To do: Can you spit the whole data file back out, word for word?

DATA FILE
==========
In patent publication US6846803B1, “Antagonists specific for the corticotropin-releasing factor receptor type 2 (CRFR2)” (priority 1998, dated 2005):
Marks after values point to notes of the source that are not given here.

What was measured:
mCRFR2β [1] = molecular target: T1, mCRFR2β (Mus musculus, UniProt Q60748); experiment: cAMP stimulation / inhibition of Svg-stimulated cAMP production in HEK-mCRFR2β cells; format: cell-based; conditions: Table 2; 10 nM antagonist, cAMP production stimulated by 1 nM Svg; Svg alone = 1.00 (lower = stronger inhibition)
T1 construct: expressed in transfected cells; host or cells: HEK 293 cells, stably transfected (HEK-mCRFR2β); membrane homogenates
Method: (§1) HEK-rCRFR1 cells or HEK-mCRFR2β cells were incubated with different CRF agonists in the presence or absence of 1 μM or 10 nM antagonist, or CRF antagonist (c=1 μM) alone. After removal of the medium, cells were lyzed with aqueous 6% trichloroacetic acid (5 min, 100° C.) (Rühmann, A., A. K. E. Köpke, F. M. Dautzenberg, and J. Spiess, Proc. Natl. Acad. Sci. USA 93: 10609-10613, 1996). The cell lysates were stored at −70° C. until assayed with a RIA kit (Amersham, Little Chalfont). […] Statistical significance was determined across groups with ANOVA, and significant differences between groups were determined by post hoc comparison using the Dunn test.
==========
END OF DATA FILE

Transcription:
In patent publication US6846803B1, “Antagonists specific for the corticotropin-releasing factor receptor type 2 (CRFR2)” (priority 1998, dated 2005):
Marks after values point to notes of the source that are not given here.

What was measured:
mCRFR2β [1] = molecular target: T1, mCRFR2β (Mus musculus, UniProt Q60748); experiment: cAMP stimulation / inhibition of Svg-stimulated cAMP production in HEK-mCRFR2β cells; format: cell-based; conditions: Table 2; 10 nM antagonist, cAMP production stimulated by 1 nM Svg; Svg alone = 1.00 (lower = stronger inhibition)
T1 construct: expressed in transfected cells; host or cells: HEK 293 cells, stably transfected (HEK-mCRFR2β); membrane homogenates
Method: (§1) HEK-rCRFR1 cells or HEK-mCRFR2β cells were incubated with different CRF agonists in the presence or absence of 1 μM or 10 nM antagonist, or CRF antagonist (c=1 μM) alone. After removal of the medium, cells were lyzed with aqueous 6% trichloroacetic acid (5 min, 100° C.) (Rühmann, A., A. K. E. Köpke, F. M. Dautzenberg, and J. Spiess, Proc. Natl. Acad. Sci. USA 93: 10609-10613, 1996). The cell lysates were stored at −70° C. until assayed with a RIA kit (Amersham, Little Chalfont). […] Statistical significance was determined across groups with ANOVA, and significant differences between groups were determined by post hoc comparison using the Dunn test.